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Unloading on The Matrix Reloaded

The first Matrix was cool, but this new one needed a bit more work before they let it out of the gate. An open letter to the Wachowski brothers.

author’s note: if you haven’t yet seen The Matrix Reloaded, reading the details of this letter may save you the price of a movie ticket

Dear Wachowski Brothers:

Here’s the main problem, as I see it: After you make a movie that racks up a half-billion dollars nobody, and I mean nobody, says boo to you while you’re sucking in a laughing-gas budget that, like Neo, defies the law of gravity.

Too bad, because when we left the multiplex opening night, my sixteen-year-old son Nathaniel was shaking his head in disappointment, the same slow sad gesture he’d made four years ago as we left the theater after seeing The Phantom Menace. No, you didn’t perpetrate anything as egregious as Jar-Jar Binks, but you still screwed up, and all that anticipation for The Matrix Reloaded now seems like a bad fever dream.

I know it’s too late for my comments to be of any help—the movie’s out, the third installment—god help you—is already in the can. But if you could possibly reload your own movie, here is what somebody should have told you (if gurus are ever in the listening mood):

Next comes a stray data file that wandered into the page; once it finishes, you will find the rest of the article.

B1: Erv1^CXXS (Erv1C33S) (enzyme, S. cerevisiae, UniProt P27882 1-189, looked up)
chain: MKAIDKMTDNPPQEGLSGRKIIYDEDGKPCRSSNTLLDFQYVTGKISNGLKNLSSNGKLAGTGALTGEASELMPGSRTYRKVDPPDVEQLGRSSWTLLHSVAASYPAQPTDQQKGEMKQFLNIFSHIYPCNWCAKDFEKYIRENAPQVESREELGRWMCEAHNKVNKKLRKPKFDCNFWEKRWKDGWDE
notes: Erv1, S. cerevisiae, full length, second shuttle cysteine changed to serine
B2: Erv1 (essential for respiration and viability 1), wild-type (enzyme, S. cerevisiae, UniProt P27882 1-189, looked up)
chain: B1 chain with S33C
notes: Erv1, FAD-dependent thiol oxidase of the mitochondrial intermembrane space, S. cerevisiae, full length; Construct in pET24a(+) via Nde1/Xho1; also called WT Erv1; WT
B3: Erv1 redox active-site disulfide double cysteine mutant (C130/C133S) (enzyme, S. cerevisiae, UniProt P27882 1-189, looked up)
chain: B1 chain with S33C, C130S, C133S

1. Keep the kick-ass music! I’m no Rob Zombie fan, but that sort of industrial grind worked perfectly for the first movie. Orchestral movie themes just don’t cut it, and when the score for Reloaded starts copping whole sections of Stravinky’s Le Sacre du Printemps, or Philip Glass-ian arpeggios, well, the pretension is thick enough to beat with a conductor’s baton. I know, I know—the Matrix movies are pretentious, with all those dopey names like Morpheus and Trinity (and how about, for future films, Piety, or Eucharist, or Pompous?), but they should be cool pretentious, with scary guitars and such in the background.

2. Get us out of Zion, and fast. Cut the beginning by at least 20 minutes. No one cares, guys, about the petty rivalries down there, which have all the charm of those interminable political machinations in The Phantom Menace (is it a bad sign that I keep mentioning this movie?). And the mass orgy is, on the mass-orgy scale, boring. Did a single soul buy a Matrix ticket hoping to see an episode of The Red Shoe Diaries with a bloated budget?